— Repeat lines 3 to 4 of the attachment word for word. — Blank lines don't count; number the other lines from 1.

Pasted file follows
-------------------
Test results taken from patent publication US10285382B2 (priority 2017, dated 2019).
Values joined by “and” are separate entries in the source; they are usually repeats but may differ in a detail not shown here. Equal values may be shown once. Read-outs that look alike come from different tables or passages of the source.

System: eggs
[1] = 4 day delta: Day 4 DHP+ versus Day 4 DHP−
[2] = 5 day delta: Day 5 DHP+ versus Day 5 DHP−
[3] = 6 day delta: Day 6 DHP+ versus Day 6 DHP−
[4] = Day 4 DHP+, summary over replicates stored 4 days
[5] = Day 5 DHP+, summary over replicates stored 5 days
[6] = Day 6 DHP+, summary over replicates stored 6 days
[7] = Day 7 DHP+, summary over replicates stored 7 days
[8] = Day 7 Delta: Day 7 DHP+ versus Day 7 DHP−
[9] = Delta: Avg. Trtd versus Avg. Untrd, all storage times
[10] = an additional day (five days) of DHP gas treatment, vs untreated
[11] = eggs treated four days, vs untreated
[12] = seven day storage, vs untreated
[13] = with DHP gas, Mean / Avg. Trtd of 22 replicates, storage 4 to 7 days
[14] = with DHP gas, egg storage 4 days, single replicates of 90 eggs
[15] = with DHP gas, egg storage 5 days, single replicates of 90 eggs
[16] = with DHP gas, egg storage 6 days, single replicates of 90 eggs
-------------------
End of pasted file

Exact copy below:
System: eggs
[1] = 4 day delta: Day 4 DHP+ versus Day 4 DHP−